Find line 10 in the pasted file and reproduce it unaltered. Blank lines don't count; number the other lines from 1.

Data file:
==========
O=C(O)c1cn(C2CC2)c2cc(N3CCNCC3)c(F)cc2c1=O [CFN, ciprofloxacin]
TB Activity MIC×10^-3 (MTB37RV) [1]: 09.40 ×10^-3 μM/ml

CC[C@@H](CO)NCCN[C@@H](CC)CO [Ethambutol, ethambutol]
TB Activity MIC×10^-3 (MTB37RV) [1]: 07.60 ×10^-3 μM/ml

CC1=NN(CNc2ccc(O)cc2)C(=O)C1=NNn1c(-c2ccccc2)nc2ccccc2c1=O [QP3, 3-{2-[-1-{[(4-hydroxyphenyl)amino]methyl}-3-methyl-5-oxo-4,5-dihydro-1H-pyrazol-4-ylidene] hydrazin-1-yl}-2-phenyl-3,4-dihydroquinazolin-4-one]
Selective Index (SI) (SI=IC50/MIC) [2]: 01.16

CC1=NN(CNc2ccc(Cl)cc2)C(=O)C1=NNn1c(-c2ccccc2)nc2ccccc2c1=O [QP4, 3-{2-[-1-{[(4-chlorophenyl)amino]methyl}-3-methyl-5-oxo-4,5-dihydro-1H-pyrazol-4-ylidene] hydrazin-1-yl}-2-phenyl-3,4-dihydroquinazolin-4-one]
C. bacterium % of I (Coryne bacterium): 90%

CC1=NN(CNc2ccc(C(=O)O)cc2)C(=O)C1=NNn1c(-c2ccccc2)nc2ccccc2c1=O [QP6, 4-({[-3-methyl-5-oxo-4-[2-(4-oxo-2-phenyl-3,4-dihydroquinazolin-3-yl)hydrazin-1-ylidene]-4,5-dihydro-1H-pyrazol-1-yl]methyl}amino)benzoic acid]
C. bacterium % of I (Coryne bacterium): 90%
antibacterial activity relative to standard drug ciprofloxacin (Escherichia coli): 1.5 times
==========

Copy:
C. bacterium % of I (Coryne bacterium): 90%